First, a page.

At the Speed of Life

If man’s ability to calculate abstract mathematics and write poetry creates the jobs out of which he distills his skills, then its life’s job to teach us some rather important lessons in regards to this.
Oh god, it’s one of those. I know, bear with me on this. No one likes that-life-long-wisdom-wistful-pedagogy any-more than the next-know-it-all-stringing-words-together-hyphen-addict. But there’s a point to this.
We all have lives outside of the places we work. We have lives outside the dwellings we call home. Sometimes there is intersection of the sets. Our hobbies. One of the things I’ve grown to appreciate over the past year is my ability to criticize my own fascination with the things I choose to call hobbies.  I’m one of those poor, pent-up slobs that has a tendency to take everything in life seriously. (Too seriously.) So I’ve realized it’s good to take a step back and observe Einstein’s relativity in action in regards to life and how I spend my time.
Whether it’s rolling your eyes at the workout routine the previous week (why?!) how many hours you spent playing video games (ugh),  how many pages you read of that book you’ll never have the opportunity to discuss with another human being(clones don’t count, neither do identical twins.), or sighing at how many times you applied that god-awful run on your guitar to classical pieces in C just because humans have a love affair with C major. I think perspective is good. I think our busy lifestyles try and convince us that it’s less important than the sacrifices we make in indulging our interests, which is unfortunate.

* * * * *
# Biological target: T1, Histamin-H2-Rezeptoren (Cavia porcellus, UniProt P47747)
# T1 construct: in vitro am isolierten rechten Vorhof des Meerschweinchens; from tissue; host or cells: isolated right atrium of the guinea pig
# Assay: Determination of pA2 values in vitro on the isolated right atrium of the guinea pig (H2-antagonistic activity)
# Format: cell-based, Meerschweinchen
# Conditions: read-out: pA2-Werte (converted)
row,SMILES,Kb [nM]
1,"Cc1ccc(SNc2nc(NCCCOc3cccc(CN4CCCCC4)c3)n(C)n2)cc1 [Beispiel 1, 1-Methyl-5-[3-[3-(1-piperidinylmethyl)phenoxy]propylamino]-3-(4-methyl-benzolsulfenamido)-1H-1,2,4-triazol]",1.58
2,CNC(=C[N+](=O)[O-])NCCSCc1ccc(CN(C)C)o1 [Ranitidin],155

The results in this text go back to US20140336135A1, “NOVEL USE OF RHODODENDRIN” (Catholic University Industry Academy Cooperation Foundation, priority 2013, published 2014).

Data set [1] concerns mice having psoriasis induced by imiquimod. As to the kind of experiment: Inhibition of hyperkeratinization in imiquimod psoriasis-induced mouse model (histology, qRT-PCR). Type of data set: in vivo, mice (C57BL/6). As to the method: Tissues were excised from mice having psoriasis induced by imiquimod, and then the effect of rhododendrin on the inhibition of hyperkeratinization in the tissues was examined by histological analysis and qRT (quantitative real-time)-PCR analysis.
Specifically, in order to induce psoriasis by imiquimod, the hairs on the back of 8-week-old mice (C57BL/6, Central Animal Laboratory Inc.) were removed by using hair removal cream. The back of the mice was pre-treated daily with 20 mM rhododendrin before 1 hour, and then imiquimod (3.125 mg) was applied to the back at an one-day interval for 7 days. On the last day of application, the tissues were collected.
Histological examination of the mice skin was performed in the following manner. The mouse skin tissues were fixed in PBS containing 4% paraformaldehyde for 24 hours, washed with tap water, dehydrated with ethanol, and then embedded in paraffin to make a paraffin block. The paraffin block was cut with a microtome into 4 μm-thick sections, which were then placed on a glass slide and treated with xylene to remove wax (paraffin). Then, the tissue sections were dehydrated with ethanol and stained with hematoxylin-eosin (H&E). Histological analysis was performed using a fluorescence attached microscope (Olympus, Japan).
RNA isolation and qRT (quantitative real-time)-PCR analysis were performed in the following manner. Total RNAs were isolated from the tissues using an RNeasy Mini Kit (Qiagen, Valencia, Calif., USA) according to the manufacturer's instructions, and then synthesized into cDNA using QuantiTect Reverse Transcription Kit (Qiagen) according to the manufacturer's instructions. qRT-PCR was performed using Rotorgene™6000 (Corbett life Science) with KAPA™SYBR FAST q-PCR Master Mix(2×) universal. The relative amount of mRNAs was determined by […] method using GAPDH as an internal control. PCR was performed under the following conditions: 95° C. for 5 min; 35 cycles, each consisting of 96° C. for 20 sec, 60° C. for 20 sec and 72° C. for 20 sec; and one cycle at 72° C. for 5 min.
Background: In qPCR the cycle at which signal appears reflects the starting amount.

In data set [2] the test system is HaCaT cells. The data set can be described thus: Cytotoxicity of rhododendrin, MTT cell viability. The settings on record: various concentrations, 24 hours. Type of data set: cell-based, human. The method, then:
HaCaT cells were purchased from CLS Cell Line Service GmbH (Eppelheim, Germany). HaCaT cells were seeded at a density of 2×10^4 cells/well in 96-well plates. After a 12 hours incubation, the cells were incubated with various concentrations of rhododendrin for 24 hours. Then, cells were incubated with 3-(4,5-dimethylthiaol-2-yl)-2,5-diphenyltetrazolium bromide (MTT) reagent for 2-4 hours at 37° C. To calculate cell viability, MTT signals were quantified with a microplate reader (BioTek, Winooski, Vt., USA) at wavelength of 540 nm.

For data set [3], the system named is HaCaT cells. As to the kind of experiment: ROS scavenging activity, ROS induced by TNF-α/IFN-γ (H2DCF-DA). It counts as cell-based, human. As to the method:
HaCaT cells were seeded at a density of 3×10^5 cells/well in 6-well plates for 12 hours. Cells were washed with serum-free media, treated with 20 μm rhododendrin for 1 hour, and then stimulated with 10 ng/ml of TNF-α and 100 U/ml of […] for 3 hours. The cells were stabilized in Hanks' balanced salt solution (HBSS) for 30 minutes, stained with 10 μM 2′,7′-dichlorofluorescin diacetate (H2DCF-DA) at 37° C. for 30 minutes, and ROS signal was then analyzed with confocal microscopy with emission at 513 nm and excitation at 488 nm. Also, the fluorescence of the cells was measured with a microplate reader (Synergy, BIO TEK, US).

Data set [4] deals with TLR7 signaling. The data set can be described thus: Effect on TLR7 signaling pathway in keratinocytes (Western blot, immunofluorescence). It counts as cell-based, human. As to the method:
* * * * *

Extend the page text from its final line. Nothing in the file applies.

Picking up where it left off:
If we lack the perspective to understand why we feel passionate and creative about the things that compel us to be human – no, being better people, then what does that say about us? That we’re mice in a box pressing serotonin and dopamine levers out of some reward based aphasia? No, there has to be more to life than that. Perspective gives us that. It’s our time away from the madness of our minds that allows us to clarify our goals, or offer insight into our own atomic clocks.

 

Our schedules are, for better or worse, relatively predictable in our society. That’s not necessarily a bad thing. Our happiness isn’t (or shouldn’t) be predicate on things determined the moment we wake up – or obliterated in a moment of irrational anger at the coworker who spilled milk on our chocolate cake. The beauty of that means that happiness is something completely within our power to attain.
Well, i’m not sure how I got here. I’m not really sure what the speed of light and spilled milk have to do with happiness, but here we are. We’ve slowed down as we’ve approached the constant.

 

Maybe you’re wondering about something left undone elsewhere you forgot about in the carry-it-forward momentum of life, or why you wasted your time on this silly-old-thing.  Whatever the case, I hope this got you thinking.  Laugh at your hobbies, or that stupid milk container that ruined your cake. Forget why you were angry or took things too seriously.

 

Our time is predictable, our happiness should not be.

If it’s any consolation, I’m wondering why I wrote this.

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~ by nyelome on January 23, 2017.

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